There were four types of bacterium-plant interaction, including pathogenic, associative and symbiotic18. Plant growth promoting rhizobacteria (associative bacteria) were featured by their ability to colonize plant root without causing disease and to confer benefit to the plant19. In general, pathogens suppression could be brought by this benefit and generation of antifungal metabolites (for example secondary metabolites) is one of these biocontrol traits20. Rhizobia are symbiotic soil bacteria of the family Rhizobiaceae. Transient or localized plant defense responses after Rhizobial stimulation was reported in various legumes, especially during ineffective symbioses21. However, an recent evidence also indicated that plant defense repress reaction could be generated by a single genes of Rhizobium22. Bartsev et al.23 found that the nopL gene of Rhizobium species NGR234 could block inducible plant defense responses. Taken together, A. rhizogenes, a typical plant pathogen, could be used as a tool for alternation of secondary metabolism in hairy root cultures. Here, Rhizogenes A4 harboring rolC gene was used to infect the ginseng hairy roots obtained after inoculating ginseng root of Panax ginseng C.A. Meyer and RT-PCR and SDS-PAGE results confirmed the transcription and translation of the rolC gene in ginseng hairy roots.

The pharmacological active agents of ginseng were identified on the presence of a mixture of triterpene glycosides, which were known as ginsenosides and reported to exert anticancer, anti-fatigue, cardioprotective, immune-modulatory and anti-oxidant properties24. To date, more than 30 different ginsenosides was isolated and characterized from P. ginseng25. There are two main type of ginsenosides, including the Rb and Rg groups, which respectively possesses 20 (S) protopanaxadiol and 20 (S) protopanaxatriol moieties as the sapogenines26. Rb group ginsenosides including Rb1, Rb2, Rc, Rd and Rg groups including Re, Rf and Rg1, were the most abundant components that were involved in the pharmacological activity of the plant material27. Since the observation of increased growth ratio in ginseng hairy roots, the content of total ginsenosides and each type of Rb and Rg group ginsenosides were further examined. The results showed that the highest total ginsenosides level (16.13 mg g–1) was found in ginseng hairy roots at 4 weeks, which was increased to 355% than 3 years old ginseng (4.54 mg g–1). Moreover, increased level of both ginsenosides Rb (Rb1, Rb2, Rc, Rd) and Rg (Re, Rf and Rg1) subgroup were found from 2-8 weeks in ginseng hairy roots. Also, after calculation, 4 weeks was confirmed as the optimal time point for highest ginsenosides content, which may be further employed for ginseng hairy roots collection. In addition, previous studies also demonstrated a stimulatory effect of rolC gene on secondary metabolism in different groups of secondary metabolites, including tropane alkaloids28,29, pyridine alkaloids30, indole alkaloids31, ginsenosides7 and anthraquinones32. However, Bulgakov et al. showed decreased levels of antimicrobial polyphenols (rabdosiin and rosmarinic acid) and naphthoquinones (shikonin derivatives) in rolC-transformed Eritrichium sericeum and Lithospermum erythrorhizon cell cultures33. Data suggested that A. rhizogenes could perturb secondary metabolism of host plants via a T-DNA oncogene-mediated signaling mechanism. Result declared that after rolC gene introduction, increased growth ratio was found in rolC gene expressed ginseng hairy roots than 3 years old ginseng roots, suggesting that rolC gene could affect the growth of ginseng hairy roots but not aged ginseng roots. Since the confirmation of rolC gene over expression, the exact expression level of rolC gene was not measured and only the levels of different type of ginsenosides were identified. Further study to quantification of rolC gene level in these ginseng hairy roots is needed for exploration of the relationship between rolC gene level and ginsenosides content.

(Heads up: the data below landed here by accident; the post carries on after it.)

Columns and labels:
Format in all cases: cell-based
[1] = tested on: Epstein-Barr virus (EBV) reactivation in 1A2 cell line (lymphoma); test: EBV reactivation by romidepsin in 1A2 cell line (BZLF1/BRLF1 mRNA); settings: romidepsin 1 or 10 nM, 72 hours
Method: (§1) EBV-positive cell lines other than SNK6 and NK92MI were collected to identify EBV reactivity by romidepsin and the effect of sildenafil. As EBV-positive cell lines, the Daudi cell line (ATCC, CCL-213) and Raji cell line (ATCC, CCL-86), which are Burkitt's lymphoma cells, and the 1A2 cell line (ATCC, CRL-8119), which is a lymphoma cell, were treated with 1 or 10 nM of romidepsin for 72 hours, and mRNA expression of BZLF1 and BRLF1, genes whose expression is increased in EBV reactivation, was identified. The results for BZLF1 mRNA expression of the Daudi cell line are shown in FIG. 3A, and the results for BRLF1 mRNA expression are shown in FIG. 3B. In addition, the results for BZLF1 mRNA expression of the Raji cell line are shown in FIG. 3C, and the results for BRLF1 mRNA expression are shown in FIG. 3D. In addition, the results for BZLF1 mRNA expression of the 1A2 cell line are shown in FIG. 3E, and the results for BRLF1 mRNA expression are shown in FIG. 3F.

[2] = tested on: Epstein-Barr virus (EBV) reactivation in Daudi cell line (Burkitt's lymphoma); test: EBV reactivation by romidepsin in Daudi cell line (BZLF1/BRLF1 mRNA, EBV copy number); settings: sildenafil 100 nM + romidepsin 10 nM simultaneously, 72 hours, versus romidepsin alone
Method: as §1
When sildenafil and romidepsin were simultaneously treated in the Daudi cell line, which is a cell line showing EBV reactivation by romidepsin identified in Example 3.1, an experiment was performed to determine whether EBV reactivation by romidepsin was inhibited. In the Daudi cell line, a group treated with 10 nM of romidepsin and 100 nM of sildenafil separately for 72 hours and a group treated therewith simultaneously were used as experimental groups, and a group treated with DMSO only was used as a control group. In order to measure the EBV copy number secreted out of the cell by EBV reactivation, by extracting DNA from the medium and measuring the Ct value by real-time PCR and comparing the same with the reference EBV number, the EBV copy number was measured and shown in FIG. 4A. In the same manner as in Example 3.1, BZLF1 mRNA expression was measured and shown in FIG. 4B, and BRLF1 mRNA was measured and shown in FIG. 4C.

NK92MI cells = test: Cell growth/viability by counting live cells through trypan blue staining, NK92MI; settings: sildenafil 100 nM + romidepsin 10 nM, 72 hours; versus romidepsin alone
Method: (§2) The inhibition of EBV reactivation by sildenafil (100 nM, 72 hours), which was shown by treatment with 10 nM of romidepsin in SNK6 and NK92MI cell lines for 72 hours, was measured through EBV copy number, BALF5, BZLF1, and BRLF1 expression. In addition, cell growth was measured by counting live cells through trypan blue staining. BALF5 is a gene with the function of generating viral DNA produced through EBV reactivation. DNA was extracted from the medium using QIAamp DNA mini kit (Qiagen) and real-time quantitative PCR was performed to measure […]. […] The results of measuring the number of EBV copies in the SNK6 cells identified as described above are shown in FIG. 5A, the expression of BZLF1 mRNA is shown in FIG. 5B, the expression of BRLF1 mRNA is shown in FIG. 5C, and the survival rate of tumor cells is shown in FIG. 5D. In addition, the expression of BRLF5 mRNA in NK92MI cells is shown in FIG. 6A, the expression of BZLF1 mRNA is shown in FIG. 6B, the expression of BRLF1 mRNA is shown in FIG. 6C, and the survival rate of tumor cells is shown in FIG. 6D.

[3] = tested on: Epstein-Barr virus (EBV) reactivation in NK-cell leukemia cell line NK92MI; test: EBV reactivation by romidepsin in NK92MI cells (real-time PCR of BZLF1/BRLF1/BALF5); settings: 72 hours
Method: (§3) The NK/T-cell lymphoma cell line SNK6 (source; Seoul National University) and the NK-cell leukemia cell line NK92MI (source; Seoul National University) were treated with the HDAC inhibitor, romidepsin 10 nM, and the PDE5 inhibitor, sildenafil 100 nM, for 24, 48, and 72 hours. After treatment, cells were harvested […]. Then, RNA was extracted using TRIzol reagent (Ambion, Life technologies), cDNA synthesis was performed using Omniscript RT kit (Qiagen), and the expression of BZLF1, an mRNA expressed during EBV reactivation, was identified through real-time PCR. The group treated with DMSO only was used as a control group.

CONCLUSION

Taken together, the results of this study revealed that introduction of rolC gene could promote ginsenosides content in ginseng hairy roots, which would be beneficial for obtaining ginseng extract containing high concentration of ginsenosides. Due to increased level of industrialization, decreased farm land could result in decreased level of ginseng and ginsenosides. The rolC gene of A. rhizogenes possessed with an environment friend role may be a very interesting candidate for biotechnological secondary metabolism research of ginsenosides biosynthesis.

SIGNIFICANCE STATEMENT

This study discovers the effect of rolC gene introduction on ginsenosides content in ginseng hairy roots and the optimal time for ginseng collection that can be beneficial for obtaining ginseng extract containing high concentration of ginsenosides. This study help the researchers to uncover the crucial roles of rolC gene in regulating ginsenosides content in ginseng hairy roots that many researchers were not able to explore. Therefore, a new theory on the relationship between rolC on ginsenosides content is expected to be provided.

ACKNOWLEDGMENTS

This study was supported by National Natural Science Foundation of China subsidization project study on insect resistance of ginsenosides and its effect on the evolution of environmental suitability of ginseng (No. 31470420), Chinese Medicine Key advantages of the provincial subjects of Jilin Agricultural Science and Technology College in Jilin province Screening and chemical modification of Chinese medicine target active ingredient against cerebral ischemic stroke disease (JNYHZ 2015-X035), National Program on Key Research Project: Linxia shen New product development and utilization technology (2016YFC0500303 2016-2020 ), Chinese Medicine Key advantages of the provincial subjects of Jilin Agricultural Science and Technology College in Jilin province: Study on Soil Remediation Technology of conversion of ginseng-plant to Forestland in Eastern Mountainous Area of Jilin Province JNYHZ 2015-X038.